Usually if you’re in the market for a new car and buying from a dealership (second-hand or new) you’ll have a choice between trade-in or private sale. There are benefits to both choices and depending on your particular circumstances one way may be more beneficial than the other.
Generally, the main differences between both options is:
- Private Sale – you’ll sell the car yourself.
- Trade-in – the dealer takes ownership of your car, and gives you credit toward your purchase.
For a private sale, you will usually get more money for your car. But it can take a long time and advertising your car can be expensive. Once you weight up all the costs and time involved the extra cash may not be worth it.
With a trade-in, the dealer takes all the risk in the car taking time to sell. However, this risk is often mitigated with you being offered a much lower figure than a private sale would fetch. But, the ‘sale’ happens on the spot.
While the choice may appear simple, there are other considerations, and we’ll go over a few of them here.
Selling Your Car Privately
Selling your car privately is a good way to get more for your car and save on new car repayments. After all, the less you need to borrow the more you’ll save on intertest payments and that’s a good thing. But do you have the skills and time to sell your car? Unless you have sold a few cars in the past, it can be hard to tell. It may seem daunting at first, but it can be as easy or as difficult as you’d like to make it.
- Get the paperwork – find out exactly what is required to sell a vehicle in your state. Most often you can check all of this online and print out the required paperwork.
- Settle on a price point – have a look at what similar cars like yours are selling for and set a price a little above what you’d like, as you can expect a buyer to haggle.
- Obtain a car history report – having the history report helps build trust between yourself and the potential buyer. It shows that you have nothing to hide. You are able to order one from Carify or other online services.
- Get good quality photos – you can take these yourself or hire a professional, but it is important the these have your car looking it’s best. Remember people are going to be looking at thousands of cars, and you need something to get them to stop.
If the price you get for your car is not a real concern, then opting to take the dealer trade-in price can make for a quick and painless transaction. However, you still want to get a fair price for the vehicle you’ve looked after for many years. It is best practise not to take the first offer the dealer throws at you.
Many people think that what ever the dealer offers for your car is the final price, when in fact there are several factors that the dealer considers before making an offer:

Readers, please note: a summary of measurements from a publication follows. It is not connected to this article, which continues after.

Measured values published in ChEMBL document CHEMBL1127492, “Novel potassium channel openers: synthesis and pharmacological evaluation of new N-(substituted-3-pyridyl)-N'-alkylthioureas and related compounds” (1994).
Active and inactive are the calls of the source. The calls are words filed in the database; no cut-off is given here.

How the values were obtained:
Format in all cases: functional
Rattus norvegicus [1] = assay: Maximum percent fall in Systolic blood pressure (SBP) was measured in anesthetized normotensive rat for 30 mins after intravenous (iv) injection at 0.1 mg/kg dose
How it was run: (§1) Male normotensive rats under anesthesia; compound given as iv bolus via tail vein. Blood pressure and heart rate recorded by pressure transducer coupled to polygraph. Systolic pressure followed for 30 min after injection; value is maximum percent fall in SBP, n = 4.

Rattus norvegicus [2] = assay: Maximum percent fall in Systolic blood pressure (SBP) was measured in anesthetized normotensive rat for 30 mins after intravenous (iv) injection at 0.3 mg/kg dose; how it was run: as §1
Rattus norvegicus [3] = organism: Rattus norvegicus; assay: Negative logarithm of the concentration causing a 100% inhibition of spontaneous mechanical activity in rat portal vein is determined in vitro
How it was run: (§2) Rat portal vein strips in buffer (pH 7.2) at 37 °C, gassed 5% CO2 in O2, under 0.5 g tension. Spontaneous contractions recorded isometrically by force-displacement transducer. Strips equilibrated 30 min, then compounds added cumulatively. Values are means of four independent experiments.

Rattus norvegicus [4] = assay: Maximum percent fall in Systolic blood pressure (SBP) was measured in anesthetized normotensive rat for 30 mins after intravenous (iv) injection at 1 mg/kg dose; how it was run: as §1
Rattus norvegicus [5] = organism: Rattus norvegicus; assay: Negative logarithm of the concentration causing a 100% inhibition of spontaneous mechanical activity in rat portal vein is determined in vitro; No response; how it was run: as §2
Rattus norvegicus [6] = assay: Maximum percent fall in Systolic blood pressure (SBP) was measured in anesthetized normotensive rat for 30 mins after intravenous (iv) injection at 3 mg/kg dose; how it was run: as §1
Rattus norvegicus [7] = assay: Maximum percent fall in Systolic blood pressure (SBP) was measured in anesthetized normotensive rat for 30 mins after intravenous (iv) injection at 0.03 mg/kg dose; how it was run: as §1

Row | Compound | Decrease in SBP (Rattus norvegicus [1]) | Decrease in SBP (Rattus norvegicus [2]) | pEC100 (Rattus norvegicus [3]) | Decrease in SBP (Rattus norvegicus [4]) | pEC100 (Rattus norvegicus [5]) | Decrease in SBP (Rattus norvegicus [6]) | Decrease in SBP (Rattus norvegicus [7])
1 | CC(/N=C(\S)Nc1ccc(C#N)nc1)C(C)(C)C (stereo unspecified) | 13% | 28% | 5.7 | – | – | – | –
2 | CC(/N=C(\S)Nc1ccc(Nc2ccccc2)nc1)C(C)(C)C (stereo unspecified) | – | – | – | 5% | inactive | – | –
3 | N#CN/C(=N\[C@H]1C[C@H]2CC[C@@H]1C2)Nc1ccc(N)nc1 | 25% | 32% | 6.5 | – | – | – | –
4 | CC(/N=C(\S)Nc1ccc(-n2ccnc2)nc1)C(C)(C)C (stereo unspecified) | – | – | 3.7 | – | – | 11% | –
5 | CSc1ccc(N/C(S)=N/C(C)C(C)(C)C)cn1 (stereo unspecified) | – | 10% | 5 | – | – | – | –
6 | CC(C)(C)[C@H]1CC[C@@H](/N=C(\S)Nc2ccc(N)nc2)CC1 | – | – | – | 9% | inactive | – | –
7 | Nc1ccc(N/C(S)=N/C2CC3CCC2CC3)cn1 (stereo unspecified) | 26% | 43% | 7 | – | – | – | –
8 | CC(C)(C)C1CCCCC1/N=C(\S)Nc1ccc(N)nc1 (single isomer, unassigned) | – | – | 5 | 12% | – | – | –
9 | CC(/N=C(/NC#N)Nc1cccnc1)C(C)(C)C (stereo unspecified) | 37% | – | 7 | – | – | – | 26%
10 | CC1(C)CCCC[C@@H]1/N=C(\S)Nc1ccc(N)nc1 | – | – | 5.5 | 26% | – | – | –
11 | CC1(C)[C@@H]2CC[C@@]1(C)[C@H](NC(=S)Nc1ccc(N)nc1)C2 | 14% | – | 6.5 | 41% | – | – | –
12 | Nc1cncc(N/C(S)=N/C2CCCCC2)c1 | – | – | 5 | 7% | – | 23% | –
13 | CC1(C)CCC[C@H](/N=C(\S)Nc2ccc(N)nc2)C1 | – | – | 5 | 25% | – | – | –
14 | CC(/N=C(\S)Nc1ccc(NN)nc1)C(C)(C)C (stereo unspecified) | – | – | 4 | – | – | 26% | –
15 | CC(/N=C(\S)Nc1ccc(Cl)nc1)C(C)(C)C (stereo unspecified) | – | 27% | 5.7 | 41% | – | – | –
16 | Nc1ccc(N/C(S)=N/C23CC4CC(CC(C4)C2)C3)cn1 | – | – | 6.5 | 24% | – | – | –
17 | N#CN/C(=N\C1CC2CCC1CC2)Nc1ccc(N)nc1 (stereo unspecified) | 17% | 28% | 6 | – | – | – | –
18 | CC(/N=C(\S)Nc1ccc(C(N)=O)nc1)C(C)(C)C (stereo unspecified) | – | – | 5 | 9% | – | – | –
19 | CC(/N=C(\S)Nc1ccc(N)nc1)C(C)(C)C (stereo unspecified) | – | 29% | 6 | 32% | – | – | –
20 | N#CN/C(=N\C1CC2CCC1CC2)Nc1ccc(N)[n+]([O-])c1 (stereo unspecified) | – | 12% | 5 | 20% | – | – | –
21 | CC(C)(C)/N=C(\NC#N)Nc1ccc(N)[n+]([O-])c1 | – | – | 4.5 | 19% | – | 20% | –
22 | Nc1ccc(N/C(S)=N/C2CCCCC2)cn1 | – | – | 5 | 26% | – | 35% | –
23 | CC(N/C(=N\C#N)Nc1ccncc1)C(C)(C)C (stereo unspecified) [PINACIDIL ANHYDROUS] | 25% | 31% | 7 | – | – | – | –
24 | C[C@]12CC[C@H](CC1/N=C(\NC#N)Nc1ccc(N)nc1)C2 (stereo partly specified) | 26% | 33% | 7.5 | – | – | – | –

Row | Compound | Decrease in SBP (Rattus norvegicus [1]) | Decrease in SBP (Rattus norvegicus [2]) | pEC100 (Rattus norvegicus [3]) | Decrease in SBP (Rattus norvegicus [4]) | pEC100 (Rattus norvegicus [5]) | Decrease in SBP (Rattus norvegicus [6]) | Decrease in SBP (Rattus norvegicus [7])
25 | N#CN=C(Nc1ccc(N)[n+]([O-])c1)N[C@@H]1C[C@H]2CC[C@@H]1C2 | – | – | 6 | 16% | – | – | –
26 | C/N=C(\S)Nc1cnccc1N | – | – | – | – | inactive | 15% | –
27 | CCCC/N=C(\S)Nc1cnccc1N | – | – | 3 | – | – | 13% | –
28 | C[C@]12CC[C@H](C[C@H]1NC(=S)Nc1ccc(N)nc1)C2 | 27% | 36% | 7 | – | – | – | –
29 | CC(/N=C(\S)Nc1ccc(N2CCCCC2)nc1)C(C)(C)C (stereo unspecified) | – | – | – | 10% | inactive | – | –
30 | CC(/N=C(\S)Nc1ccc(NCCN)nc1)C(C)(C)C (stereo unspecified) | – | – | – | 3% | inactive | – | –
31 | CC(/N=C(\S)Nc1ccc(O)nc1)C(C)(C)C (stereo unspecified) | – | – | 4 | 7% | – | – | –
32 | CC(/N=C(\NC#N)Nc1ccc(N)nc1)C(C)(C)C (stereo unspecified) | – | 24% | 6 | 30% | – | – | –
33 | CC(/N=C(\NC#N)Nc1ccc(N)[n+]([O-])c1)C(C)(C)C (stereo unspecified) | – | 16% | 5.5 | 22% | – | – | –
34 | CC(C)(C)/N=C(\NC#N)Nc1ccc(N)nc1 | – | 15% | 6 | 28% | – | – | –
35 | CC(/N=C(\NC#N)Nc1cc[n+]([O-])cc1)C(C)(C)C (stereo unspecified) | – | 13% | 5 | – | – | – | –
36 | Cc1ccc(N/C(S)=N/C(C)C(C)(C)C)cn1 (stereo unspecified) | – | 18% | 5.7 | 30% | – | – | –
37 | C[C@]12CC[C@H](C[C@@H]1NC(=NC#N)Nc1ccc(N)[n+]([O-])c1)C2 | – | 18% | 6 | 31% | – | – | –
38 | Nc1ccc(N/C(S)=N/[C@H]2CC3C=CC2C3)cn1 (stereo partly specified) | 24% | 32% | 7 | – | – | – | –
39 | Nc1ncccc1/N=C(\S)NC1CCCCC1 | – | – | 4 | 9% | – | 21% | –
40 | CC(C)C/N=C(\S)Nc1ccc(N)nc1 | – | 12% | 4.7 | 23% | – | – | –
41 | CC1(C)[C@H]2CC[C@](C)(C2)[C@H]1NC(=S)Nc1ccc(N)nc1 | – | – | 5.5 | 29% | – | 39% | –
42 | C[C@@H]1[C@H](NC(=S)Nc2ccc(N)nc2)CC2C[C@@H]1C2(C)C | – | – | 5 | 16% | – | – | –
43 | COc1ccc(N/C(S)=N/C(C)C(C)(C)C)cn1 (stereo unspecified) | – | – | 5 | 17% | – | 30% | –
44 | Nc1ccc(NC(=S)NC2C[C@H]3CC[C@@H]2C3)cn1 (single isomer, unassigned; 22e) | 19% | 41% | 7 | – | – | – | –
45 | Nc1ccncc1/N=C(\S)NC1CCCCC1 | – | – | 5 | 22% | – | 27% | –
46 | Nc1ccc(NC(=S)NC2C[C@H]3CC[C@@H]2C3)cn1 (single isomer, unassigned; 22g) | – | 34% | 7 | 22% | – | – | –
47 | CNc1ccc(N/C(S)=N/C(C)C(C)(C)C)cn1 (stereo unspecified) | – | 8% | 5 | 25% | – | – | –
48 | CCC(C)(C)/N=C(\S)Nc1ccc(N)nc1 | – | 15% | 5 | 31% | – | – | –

- Cleaning costs – if your car hasn’t been cleaned since the last time it rained the costs to detail the car to get it ready for sale will be high. Clean your car as much as possible before taking it in to be assessed.
- Resale Value – the dealer will compare your car to recent sales and make an offer based off this. While there isn’t much you can do about the resale value, knowing the sales range of your car can allow you to negotiate a higher price. Remember though the dealer is buying your car at wholesale value and not retail (or about 50% less than retail.).
- Car Popularity – the more popular your vehicle is the quicker the dealer can sell it.
- Car History – dealers will check the history of a vehicle and if something unusual appears on the report it can lower the offered price substantially.
If you feel the dealer is treating your trade-in unfairly and offering you a low price, you have a few options:
- Prepare to walk from the deal.
- Negotiate harder on the price of your replacement vehicle.
Most dealers will want the sale and be more willing to accommodate you on price than see a sale leave the office. Be firm, but also reasonable!
Which to Choose?
It’s usually best to take every situation as it comes. If you feel that you can get a good price for your car and have the time to spare, then selling private is probably a good option.
If you don’t feel comfortable dealing with people that may come to look at your car and getting a lower offer for your car is not a concern, opting for the trade-in may be a better choice.
Being armed with information is usually the best way to decide. Take your car into a dealer and ask them about the trade-in value of the car, your immediate reaction to the price they offer is a great indication for what you should do.